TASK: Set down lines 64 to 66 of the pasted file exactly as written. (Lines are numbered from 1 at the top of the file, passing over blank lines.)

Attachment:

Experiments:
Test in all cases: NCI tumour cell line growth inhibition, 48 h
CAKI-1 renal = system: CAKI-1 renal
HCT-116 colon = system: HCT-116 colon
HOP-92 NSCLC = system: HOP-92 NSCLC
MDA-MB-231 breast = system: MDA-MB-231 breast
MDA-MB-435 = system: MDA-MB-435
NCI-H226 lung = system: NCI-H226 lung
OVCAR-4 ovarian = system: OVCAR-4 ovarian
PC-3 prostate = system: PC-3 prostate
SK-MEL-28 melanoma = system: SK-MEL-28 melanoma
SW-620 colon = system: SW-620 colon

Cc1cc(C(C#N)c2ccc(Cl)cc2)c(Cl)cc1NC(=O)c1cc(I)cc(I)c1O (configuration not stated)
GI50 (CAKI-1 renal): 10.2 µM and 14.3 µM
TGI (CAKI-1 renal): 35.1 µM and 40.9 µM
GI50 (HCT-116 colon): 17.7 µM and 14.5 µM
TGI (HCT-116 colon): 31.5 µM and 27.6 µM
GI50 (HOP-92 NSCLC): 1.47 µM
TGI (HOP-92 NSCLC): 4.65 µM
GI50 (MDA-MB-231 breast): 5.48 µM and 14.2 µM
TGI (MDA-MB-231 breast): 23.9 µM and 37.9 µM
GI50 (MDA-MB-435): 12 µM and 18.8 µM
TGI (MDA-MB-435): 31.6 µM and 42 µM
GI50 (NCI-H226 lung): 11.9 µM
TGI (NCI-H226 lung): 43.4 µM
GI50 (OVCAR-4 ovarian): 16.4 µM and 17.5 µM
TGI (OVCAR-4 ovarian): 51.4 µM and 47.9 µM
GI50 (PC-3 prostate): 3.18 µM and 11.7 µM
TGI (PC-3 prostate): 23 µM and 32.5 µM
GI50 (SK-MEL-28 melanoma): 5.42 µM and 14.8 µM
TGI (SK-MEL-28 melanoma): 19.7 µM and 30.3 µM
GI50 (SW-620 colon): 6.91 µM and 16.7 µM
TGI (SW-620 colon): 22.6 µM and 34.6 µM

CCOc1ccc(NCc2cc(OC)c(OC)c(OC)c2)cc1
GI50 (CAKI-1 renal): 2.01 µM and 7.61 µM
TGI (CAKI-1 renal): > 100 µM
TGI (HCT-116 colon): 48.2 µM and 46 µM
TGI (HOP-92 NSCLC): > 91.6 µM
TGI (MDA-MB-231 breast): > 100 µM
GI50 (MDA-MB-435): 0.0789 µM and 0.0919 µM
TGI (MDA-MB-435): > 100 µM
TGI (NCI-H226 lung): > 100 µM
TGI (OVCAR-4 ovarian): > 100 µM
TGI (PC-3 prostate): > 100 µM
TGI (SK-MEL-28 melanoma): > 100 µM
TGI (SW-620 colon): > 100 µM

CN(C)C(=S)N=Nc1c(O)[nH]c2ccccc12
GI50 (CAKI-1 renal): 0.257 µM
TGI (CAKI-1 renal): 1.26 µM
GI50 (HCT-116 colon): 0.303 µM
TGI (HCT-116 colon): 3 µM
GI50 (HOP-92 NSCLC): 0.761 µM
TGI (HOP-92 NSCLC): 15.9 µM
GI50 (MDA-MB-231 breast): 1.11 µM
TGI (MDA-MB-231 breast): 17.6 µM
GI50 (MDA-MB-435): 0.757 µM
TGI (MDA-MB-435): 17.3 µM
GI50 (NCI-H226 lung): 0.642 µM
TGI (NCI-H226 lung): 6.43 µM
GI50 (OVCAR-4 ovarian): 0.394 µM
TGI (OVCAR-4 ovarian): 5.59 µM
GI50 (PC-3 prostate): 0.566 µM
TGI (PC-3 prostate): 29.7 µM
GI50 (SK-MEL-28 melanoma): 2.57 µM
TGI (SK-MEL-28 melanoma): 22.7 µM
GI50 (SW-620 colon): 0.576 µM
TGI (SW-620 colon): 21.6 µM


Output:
GI50 (SK-MEL-28 melanoma): 2.57 µM
TGI (SK-MEL-28 melanoma): 22.7 µM
GI50 (SW-620 colon): 0.576 µM